4. Sounds interesting? There are different routes into becoming a midwife. Depending on your current situation, you could:
Study for a midwifery degree – Visit the NHS Careers website to find a university near you offering midwifery degrees in England, or in Northern Ireland, Scotland or Wales. More details can be found on UCAS.
Apprenticeships in England – you may be lucky enough to find a health care service to take you on as an apprentice where you receive work-based training. Your employer will pay the training fees, and you will earn a small salary during the scheme. Once you complete the scheme as a student midwife, you will become a qualified midwife. More details can be found at the Royal College of Midwives.
You may already have some experience working within the health care industry and can start to build on your training through a conversion course. These usually take between 18 and 24 months.
5. Skills required to become a midwife
You’ll need a mixture of people skills and attention to detail, as well as health science and psychology skills. You’ll need to be sensitive and listen without any judgement to your patients. No two days will be the same, and you could encounter some pretty stressful situations. Of course, you will need your health science midwifery knowledge to sit alongside these skills.
If you have any experience in nursing or health care, you can add this to your job application or training application. You can volunteer or may find paid work to build your experience through your local NHS trust https://www.nhs.uk/servicedirectories/pages/nhstrustlisting.aspx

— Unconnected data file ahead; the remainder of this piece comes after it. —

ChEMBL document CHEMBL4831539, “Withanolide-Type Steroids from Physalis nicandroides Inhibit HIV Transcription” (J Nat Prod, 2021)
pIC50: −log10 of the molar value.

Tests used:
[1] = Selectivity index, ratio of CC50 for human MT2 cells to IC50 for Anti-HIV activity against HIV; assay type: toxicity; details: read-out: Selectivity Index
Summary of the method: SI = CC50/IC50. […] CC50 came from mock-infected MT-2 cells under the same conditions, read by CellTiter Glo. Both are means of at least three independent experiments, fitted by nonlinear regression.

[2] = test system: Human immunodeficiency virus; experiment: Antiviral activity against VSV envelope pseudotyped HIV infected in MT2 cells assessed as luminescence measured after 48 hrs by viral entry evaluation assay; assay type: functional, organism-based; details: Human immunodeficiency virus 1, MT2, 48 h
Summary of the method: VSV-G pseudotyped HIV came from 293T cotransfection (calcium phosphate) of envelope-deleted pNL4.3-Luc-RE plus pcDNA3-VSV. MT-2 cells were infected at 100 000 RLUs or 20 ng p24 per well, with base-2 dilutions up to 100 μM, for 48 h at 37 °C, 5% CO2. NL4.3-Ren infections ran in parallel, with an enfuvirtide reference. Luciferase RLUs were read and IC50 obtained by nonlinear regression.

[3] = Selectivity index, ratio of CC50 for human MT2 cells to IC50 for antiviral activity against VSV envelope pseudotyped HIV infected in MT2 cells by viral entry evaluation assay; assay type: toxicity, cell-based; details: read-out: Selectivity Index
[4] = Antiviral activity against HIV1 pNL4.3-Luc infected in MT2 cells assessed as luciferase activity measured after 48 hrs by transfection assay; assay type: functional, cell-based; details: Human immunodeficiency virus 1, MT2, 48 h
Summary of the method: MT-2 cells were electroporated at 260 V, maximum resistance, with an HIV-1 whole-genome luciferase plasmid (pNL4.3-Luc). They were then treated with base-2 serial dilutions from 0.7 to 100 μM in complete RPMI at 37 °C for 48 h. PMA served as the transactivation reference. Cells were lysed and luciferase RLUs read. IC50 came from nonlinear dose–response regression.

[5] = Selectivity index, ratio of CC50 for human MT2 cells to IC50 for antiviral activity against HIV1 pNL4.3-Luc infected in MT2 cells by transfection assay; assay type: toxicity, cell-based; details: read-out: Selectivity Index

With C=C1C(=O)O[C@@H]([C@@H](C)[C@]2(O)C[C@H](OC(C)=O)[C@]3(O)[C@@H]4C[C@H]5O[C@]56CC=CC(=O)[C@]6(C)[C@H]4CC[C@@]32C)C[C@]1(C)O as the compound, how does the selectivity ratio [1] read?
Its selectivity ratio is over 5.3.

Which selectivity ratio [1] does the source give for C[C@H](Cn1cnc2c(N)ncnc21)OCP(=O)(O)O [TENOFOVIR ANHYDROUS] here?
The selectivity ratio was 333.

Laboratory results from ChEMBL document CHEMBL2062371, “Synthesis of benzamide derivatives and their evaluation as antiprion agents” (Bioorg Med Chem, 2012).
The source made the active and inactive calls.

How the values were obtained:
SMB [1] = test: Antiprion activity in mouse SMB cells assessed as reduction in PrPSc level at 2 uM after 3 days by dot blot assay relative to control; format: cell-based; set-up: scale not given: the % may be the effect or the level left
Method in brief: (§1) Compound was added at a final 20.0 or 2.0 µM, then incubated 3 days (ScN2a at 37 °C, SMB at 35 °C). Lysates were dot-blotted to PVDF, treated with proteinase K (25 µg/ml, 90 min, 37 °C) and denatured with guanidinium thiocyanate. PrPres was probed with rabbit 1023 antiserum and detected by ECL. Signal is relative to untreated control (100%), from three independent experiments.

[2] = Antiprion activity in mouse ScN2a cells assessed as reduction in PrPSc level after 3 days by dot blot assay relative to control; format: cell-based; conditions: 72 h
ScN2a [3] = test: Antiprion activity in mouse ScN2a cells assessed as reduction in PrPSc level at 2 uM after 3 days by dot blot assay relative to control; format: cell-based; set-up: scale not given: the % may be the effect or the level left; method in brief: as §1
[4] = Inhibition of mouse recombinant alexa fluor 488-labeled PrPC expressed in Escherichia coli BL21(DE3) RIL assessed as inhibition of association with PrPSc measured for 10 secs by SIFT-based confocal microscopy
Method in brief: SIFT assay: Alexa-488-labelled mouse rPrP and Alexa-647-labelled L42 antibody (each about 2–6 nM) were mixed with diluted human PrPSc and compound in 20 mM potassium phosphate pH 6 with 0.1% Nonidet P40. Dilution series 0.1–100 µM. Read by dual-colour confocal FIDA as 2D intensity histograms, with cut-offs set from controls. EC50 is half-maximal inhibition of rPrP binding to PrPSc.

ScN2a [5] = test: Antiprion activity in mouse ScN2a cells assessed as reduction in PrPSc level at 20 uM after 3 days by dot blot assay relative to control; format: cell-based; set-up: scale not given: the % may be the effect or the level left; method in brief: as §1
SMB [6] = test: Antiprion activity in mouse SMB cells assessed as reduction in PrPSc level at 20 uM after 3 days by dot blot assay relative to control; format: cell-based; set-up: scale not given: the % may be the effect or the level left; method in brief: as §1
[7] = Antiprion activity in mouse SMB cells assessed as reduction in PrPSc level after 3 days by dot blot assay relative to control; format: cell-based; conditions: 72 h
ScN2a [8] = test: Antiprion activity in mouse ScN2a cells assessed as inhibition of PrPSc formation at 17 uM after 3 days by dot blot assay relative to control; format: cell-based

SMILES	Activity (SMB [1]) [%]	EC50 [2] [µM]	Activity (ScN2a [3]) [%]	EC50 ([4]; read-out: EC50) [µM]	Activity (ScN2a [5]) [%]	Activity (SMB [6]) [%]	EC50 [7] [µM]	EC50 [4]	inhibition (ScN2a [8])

6. So, let’s get to it….. how much do midwives earn?
Usually, the starting salary for a new midwife is around £19,000-£22,000 per annum. This salary would be for an entry-level, graduate or junior midwife. The salary scale can increase significantly over time with experience, rising to between £35,000 – £40,000 for a senior midwife. The salaries are set at bands –
Salaries for newly qualified midwives are set at Band 5, which starts at £24,907.
- You can then progress up to Band 6, which ranges from £31,365 to £37,890.
- Salaries at Band 7, are in the region of £38,890 to £44,503. Here you could be working at a more senior level, e.g. managing a team,
- With additional experience, you could become a nurse consultant, which is in Band 8b – 8c, which ranges from £51,168 to £73,664. This is the higher end pay scale of midwifery.
7. Finding a job as a midwife
There is a shortage of midwives in the UK. Current figures state the UK is short of around 2,500 full-time midwives. It is worth registering your details with job sites and recruitment agencies. There are also NHS Health Trusts that advertise jobs for midwives.
More information from:
- Nursing & Midwifery Council registration
- The Department of Health have published information on NHS bursary reform on their website.
- The Funding Clinic provides more information on the new system and the funding available.
Funding for your midwifery degree
From 1 August 2017 new students in England on most nursing, midwifery and allied health professional pre-registration courses will have access to the standard student support package of tuition fee loans and support for living costs, rather than getting an NHS bursary.